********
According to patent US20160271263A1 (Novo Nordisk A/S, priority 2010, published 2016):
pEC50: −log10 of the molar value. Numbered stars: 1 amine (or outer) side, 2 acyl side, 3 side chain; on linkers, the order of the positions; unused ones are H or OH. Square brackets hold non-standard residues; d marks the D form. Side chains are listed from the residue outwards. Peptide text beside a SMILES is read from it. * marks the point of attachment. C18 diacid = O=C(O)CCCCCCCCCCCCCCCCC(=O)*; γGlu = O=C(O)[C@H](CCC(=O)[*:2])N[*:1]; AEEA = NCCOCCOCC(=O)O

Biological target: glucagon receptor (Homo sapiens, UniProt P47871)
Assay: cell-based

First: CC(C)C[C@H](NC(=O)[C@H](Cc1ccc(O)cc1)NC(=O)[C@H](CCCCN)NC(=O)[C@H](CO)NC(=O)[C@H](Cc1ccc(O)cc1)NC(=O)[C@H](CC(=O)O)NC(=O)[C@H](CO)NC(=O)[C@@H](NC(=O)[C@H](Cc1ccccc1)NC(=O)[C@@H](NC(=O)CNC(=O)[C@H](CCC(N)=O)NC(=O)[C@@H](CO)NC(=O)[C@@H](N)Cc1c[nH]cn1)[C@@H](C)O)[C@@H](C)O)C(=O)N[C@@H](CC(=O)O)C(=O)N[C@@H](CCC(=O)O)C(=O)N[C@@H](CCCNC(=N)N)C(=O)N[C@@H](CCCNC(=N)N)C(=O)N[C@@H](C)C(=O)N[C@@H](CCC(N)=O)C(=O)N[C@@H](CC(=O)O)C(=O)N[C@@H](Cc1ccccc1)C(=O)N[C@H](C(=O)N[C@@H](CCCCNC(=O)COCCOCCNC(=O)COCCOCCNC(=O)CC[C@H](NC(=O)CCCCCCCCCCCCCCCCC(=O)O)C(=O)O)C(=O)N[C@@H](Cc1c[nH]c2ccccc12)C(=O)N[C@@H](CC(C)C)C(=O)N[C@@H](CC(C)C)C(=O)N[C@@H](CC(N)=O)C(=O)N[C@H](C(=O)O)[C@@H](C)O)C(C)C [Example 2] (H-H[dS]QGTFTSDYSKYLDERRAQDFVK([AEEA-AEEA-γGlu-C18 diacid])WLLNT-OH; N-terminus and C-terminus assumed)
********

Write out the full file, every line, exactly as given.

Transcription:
According to patent US20160271263A1 (Novo Nordisk A/S, priority 2010, published 2016):
pEC50: −log10 of the molar value. Numbered stars: 1 amine (or outer) side, 2 acyl side, 3 side chain; on linkers, the order of the positions; unused ones are H or OH. Square brackets hold non-standard residues; d marks the D form. Side chains are listed from the residue outwards. Peptide text beside a SMILES is read from it. * marks the point of attachment. C18 diacid = O=C(O)CCCCCCCCCCCCCCCCC(=O)*; γGlu = O=C(O)[C@H](CCC(=O)[*:2])N[*:1]; AEEA = NCCOCCOCC(=O)O

Biological target: glucagon receptor (Homo sapiens, UniProt P47871)
Assay: cell-based

First: CC(C)C[C@H](NC(=O)[C@H](Cc1ccc(O)cc1)NC(=O)[C@H](CCCCN)NC(=O)[C@H](CO)NC(=O)[C@H](Cc1ccc(O)cc1)NC(=O)[C@H](CC(=O)O)NC(=O)[C@H](CO)NC(=O)[C@@H](NC(=O)[C@H](Cc1ccccc1)NC(=O)[C@@H](NC(=O)CNC(=O)[C@H](CCC(N)=O)NC(=O)[C@@H](CO)NC(=O)[C@@H](N)Cc1c[nH]cn1)[C@@H](C)O)[C@@H](C)O)C(=O)N[C@@H](CC(=O)O)C(=O)N[C@@H](CCC(=O)O)C(=O)N[C@@H](CCCNC(=N)N)C(=O)N[C@@H](CCCNC(=N)N)C(=O)N[C@@H](C)C(=O)N[C@@H](CCC(N)=O)C(=O)N[C@@H](CC(=O)O)C(=O)N[C@@H](Cc1ccccc1)C(=O)N[C@H](C(=O)N[C@@H](CCCCNC(=O)COCCOCCNC(=O)COCCOCCNC(=O)CC[C@H](NC(=O)CCCCCCCCCCCCCCCCC(=O)O)C(=O)O)C(=O)N[C@@H](Cc1c[nH]c2ccccc12)C(=O)N[C@@H](CC(C)C)C(=O)N[C@@H](CC(C)C)C(=O)N[C@@H](CC(N)=O)C(=O)N[C@H](C(=O)O)[C@@H](C)O)C(C)C [Example 2] (H-H[dS]QGTFTSDYSKYLDERRAQDFVK([AEEA-AEEA-γGlu-C18 diacid])WLLNT-OH; N-terminus and C-terminus assumed)